- Novels about the Saints (for me!): I suppose I have to actually have the wisdom and knowledge of the saints I want to give to my kids, so reading up myself on the saints is helpful for my own spiritual life. Besides reading the short biographies for the “Saint of the Day” on my Laudate app every day, I have read a few lovely novels about the saints from German author Louis de Wohl. My favorite one (and a great Lenten read!) is The Spear: A Novel of the Crucifixion. My local library doesn’t have de Wohl’s novels, so I’ve bought a few of them secondhand online. So far, I’ve read The Restless Flame, about St. Augustine, and The Last Crusader, about Don Juan of Austria and the Battle of Lepanto.
- Saint biographies for children: Even though it is always a little tricky to sit down and read aloud with all of my kids right now, I try hard to make read-aloud time a priority, and I make sure I rotate in stories about the saints. Over the years we have accumulated several wonderful books about the lives of the saints. My favorites are: My Golden Book of Saints, Cloud of Witnesses: A Child’s First Book of Saints, and Picture Book of Saints. I’ve also really liked Saints for Girls and have my eye on Saints for Boys.
- Tomie de Paola books: Author Tomie de Paola has lots of fabulous children’s story books about the saints, and most of them have been available at my local library! If your kids get a little bored with the picture-and-short-biography type of saint books, try Tomie de Paola’s many saint story books: The Clown of God; Patrick: Patron Saint of Ireland; Francis: The Poor Man of Assisi; Christopher, The Holy Giant; Mary, the Mother of Jesus; The Friar Who Flew; The Holy Twins, and a favorite of mine, Pascual and the Kitchen Angels. And I think there are some more that we haven’t read yet.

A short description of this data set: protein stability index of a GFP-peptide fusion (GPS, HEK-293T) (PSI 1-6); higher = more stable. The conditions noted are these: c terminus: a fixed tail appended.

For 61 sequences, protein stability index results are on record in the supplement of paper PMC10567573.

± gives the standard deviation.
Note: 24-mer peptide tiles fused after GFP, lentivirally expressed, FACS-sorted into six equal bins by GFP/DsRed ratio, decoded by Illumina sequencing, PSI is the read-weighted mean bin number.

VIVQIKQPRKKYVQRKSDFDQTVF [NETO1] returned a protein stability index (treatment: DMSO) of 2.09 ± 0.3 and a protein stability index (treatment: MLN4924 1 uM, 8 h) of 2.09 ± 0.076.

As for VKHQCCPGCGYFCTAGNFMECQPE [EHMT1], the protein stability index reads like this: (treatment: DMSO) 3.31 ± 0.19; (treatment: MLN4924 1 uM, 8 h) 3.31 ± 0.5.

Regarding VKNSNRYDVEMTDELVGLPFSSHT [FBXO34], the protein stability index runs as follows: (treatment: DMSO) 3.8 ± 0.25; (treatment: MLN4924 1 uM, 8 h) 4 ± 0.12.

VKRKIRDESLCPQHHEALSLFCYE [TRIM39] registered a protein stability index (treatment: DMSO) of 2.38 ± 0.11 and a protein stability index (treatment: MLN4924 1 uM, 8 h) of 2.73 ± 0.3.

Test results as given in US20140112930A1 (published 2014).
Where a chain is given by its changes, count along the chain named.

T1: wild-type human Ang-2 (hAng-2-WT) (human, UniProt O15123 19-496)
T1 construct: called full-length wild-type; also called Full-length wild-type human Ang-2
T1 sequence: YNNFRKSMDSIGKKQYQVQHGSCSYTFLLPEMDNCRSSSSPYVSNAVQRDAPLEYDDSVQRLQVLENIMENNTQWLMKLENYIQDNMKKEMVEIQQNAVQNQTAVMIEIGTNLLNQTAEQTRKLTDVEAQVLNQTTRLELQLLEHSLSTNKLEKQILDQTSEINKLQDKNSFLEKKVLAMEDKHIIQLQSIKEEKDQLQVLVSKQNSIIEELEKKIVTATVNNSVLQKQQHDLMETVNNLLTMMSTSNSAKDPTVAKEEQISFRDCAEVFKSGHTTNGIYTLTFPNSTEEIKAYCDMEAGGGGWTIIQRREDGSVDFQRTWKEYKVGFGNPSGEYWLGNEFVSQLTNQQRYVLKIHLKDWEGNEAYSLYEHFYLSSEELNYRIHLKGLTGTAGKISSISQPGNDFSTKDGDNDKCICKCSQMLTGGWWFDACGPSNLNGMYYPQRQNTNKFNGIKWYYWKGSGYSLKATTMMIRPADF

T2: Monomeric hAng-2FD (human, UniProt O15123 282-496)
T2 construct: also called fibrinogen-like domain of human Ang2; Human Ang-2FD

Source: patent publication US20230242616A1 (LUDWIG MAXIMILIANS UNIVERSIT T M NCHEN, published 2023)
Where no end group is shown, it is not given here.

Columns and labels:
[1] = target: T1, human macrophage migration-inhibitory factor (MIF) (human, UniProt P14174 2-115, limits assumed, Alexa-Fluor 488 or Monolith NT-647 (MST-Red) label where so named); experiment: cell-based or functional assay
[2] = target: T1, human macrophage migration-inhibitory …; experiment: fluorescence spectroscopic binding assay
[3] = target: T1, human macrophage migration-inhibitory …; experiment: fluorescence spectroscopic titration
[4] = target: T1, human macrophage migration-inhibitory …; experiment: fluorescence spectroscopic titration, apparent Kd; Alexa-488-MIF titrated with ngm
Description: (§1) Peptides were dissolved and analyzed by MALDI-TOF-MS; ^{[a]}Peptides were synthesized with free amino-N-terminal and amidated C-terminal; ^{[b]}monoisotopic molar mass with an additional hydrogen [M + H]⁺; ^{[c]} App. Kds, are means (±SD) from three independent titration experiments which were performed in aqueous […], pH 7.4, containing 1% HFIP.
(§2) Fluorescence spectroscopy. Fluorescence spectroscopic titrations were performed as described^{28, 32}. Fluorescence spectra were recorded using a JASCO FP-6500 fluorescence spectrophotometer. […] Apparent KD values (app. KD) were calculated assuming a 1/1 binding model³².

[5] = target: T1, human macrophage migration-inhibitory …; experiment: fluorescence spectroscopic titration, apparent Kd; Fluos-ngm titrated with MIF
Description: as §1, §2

- Saint movies: We have watched a few of these that we were given to our family as gifts. We have seen The Day the Sun Danced: The True Story of Fatima, Nicholas: The Boy Who Became Santa, St. Francis, and St. Patrick. They’re sweet and are great for younger children (12 and under).
- Formed.org: If you parish doesn’t have a Formed.org subscription, talk to your priest about it! There are lots of films about the saints available (some for the family and some maybe just for Mom, Dad and older kids), and a large children’s section that we’ve found some gems in, including some movies about the saints.
- Live the liturgical year: Try to celebrate your children’s saint and/or confirmation name feast days with something like a special meal or dessert. Read the biography of the saint of the day at breakfast. Try visiting a local St. Joseph Altar for St. Joseph’s feast day, or cooking Polish food for dinner if St. John Paul II is a favorite heavenly friend in your house. If you have little kids, you could just print out free coloring sheets day-of when you see it is somebody’s feast day, or check out books from the library if there are any children’s books written about that saint (don’t forget Tomie dePaola’s treasure trove of story books!). I am loving Kendra Tierney’s new book The Catholic All Year Compendium: Liturgical Living for Real Life, which has lots of ideas for sprinkling little habits and traditions throughout the liturgical year that celebrate the saints and complement our family’s life of faith.